Ethiopia’s trade fears justifiable, but unjust to the poor
Last week, Ethiopia’s new prime minister, Hailemariam Desalegn, made his first state visit to neighbouring Kenya, with which it maintains cordial, but largely security-related, bilateral ties.
Indeed Kenya is one of the few countries that Addis Ababa, famously jittery to foreigners on its soil, allows free entry with a visa not required.
However that is as far as the welcome extends, with a clutch of trade restrictions imposed on its southern neighbour, although in fairness most other countries are also affected.
As a result, commerce volumes between the two countries remain well below potential, with unverifiable figures quantifying Kenyan exports to Ethiopia at about $60 million, compared to $940 million to Uganda.
Hailemariam’s predecessor Meles Zenawi had been in Kenya months before his sudden death in August, to inaugurate a multi-billion dollar infrastructure project that would further open up trade between the two countries.
The new premier’s visit was thus in part designed to reassure Kenya of Ethiopia’s continued support, the change of guard at the top notwithstanding.
But Hailemariam also signed an agreement with President Mwai Kibaki that accords Kenyan firms special status, in essence allowing them to circumvent the considerable restrictions arrayed before foreign companies that seek to invest in Ethiopia.
But like all agreements—even this one that was months in the making - the devil is in the details.
Ethiopia sought to channel Kenyan investment appetite into manufacturing, hospitality and agriculture, which on the surface makes sense due to their ability to employ millions of Ethiopians and redistribute national wealth more equitably.
But it was the sectors that were left out - financial services and telecommunications - that economists argue have the potential to create more of that national cake in the first place.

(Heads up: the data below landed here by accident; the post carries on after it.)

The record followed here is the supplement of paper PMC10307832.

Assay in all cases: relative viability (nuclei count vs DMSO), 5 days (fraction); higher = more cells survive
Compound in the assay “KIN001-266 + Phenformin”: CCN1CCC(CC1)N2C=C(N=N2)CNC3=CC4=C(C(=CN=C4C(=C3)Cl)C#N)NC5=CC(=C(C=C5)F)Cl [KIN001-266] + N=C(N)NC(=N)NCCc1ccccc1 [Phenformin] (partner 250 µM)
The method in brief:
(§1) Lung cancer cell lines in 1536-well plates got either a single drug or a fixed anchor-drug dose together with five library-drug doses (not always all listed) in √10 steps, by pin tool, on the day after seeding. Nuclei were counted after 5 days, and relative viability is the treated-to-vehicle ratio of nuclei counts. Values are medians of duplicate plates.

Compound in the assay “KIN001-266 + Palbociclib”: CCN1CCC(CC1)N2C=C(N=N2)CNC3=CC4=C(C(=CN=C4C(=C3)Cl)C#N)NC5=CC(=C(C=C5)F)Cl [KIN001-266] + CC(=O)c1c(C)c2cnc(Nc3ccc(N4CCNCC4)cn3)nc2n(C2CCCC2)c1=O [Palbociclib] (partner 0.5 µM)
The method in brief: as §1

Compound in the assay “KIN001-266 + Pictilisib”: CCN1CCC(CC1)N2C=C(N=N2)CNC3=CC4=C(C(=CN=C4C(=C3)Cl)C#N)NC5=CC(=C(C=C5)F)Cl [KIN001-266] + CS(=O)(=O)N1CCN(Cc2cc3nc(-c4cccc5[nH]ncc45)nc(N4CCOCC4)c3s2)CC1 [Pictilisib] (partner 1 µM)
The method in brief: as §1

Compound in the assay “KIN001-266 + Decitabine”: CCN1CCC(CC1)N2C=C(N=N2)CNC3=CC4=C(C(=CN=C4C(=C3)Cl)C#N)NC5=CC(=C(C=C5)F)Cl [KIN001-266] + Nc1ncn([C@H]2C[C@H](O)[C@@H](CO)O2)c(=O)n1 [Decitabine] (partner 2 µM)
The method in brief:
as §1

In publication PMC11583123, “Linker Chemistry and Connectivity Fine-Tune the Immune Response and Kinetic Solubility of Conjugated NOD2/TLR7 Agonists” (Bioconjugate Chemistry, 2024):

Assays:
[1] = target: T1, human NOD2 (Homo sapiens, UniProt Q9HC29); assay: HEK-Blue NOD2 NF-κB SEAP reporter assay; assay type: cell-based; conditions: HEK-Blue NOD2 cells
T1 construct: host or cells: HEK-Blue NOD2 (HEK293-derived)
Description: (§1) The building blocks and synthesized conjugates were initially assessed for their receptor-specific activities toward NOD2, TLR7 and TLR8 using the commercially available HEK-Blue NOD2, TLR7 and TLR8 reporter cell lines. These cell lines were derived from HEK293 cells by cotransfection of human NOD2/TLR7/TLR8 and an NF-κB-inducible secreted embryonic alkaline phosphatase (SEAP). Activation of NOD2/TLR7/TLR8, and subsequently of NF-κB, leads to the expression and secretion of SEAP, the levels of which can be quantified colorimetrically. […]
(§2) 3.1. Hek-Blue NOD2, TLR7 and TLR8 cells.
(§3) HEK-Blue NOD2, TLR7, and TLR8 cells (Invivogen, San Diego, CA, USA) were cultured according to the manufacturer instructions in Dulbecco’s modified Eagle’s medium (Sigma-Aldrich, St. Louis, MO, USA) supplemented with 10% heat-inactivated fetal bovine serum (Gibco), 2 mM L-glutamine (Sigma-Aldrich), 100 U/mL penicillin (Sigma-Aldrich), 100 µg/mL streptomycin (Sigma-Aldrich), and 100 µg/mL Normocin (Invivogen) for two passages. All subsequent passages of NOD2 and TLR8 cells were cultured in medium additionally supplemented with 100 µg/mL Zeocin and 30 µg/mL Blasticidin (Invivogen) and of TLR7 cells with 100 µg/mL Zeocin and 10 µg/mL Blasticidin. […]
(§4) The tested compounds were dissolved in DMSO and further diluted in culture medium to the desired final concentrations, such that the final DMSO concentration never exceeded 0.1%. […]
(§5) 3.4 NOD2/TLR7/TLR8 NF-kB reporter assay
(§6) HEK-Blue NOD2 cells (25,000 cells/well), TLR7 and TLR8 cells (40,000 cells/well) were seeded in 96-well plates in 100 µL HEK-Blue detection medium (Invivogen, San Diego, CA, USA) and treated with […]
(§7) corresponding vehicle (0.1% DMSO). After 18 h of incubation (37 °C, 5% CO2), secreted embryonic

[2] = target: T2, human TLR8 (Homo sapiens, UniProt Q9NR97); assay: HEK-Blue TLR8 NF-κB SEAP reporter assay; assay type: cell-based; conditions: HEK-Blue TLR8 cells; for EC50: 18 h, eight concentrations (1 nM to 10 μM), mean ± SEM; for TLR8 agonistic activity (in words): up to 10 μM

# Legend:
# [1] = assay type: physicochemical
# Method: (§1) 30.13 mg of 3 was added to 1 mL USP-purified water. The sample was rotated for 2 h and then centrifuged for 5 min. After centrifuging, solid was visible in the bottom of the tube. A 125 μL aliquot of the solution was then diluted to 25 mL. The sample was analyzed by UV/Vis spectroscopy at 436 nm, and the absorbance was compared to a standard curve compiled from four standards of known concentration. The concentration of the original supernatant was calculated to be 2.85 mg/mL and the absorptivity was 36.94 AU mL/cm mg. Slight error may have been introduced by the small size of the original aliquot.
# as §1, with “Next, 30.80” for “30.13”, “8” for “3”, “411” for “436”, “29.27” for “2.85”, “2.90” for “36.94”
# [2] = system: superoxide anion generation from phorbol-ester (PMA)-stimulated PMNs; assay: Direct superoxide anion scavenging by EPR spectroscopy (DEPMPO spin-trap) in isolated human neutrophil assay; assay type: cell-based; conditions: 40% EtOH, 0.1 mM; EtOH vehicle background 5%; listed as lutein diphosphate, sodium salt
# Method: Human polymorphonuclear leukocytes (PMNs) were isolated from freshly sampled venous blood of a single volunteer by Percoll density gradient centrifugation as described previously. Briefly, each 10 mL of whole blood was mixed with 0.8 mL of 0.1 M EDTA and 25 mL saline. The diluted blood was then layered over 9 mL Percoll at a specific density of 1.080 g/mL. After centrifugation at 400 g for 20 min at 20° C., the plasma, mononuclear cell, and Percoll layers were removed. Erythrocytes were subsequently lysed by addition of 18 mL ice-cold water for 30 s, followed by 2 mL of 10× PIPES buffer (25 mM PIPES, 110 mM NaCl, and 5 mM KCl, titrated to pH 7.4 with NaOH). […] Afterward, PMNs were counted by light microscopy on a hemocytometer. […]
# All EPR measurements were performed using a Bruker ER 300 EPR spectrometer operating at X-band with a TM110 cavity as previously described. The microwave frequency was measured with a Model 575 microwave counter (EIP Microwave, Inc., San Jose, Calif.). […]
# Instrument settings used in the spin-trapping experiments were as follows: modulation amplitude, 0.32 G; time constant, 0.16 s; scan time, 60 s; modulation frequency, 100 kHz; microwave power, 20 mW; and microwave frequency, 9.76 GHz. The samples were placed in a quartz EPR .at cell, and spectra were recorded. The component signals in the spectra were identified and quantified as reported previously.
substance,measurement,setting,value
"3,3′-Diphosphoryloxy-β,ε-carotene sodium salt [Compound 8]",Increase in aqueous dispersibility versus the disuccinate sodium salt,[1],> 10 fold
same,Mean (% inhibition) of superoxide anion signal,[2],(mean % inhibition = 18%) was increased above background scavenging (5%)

Ethiopia, for historical reasons (its Marxist past), does not allow foreign firms to invest in these areas. But in a period where many African countries have been carrying out a raft of regulations as captured by regular 'Doing Business' indicators, Ethiopia lags behind on too many.
The obstacles continue to exist mainly for political reasons. The state-owned telephone monopoly is extremely lucrative and also a useful tool of control, while the financial services sector is shallow in part because Addis Ababa prefers to choose who to fund, mainly groups with the right political connections.
The outcome has been regrettable: Ethiopia remains one of the African countries with the lowest mobile phone penetration, while its companies remain uncompetitive as they cannot raise the capital to change their structure. (This latter concern also contributes to the official protectionist leanings).
Three in every four Ethiopians—almost 60 million—struggle to eke out a living every day. Ethiopia is one of the few stable African countries not expected to reach middle income status by 2025, despite its high sustained growth figures.
But with available data such as that showing that a ten per cent increase in connectivity in sub-Saharan Africa gives a 1.4 per cent bump in GDP, the country’s leaders would do well to consider allowing competition into this sector.
It is also widely known that the private sector creates jobs faster—and more efficiently—than government.
Opening up these areas would in theory create more jobs and strengthen national growth than the current model does, resulting in a win-win solution that appeals to both reformers and anti-reformers alike.
For Hailemariam, whose technocratic credentials suggest he is more reformist-minded than the reconstructed Marxist he succeeded - this is a carrot that he could offer the conservative cabal that rules the country.